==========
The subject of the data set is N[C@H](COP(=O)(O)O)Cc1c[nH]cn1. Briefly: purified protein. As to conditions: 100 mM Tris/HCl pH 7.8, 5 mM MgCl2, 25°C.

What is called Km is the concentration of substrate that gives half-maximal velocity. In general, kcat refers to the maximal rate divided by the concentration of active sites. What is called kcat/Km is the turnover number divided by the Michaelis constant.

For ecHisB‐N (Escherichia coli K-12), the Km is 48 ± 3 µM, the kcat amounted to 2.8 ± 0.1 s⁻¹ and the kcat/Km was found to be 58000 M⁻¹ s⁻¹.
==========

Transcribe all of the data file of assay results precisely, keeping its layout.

The subject of the data set is N[C@H](COP(=O)(O)O)Cc1c[nH]cn1. Briefly: purified protein. As to conditions: 100 mM Tris/HCl pH 7.8, 5 mM MgCl2, 25°C.

What is called Km is the concentration of substrate that gives half-maximal velocity. In general, kcat refers to the maximal rate divided by the concentration of active sites. What is called kcat/Km is the turnover number divided by the Michaelis constant.

For ecHisB‐N (Escherichia coli K-12), the Km is 48 ± 3 µM, the kcat amounted to 2.8 ± 0.1 s⁻¹ and the kcat/Km was found to be 58000 M⁻¹ s⁻¹.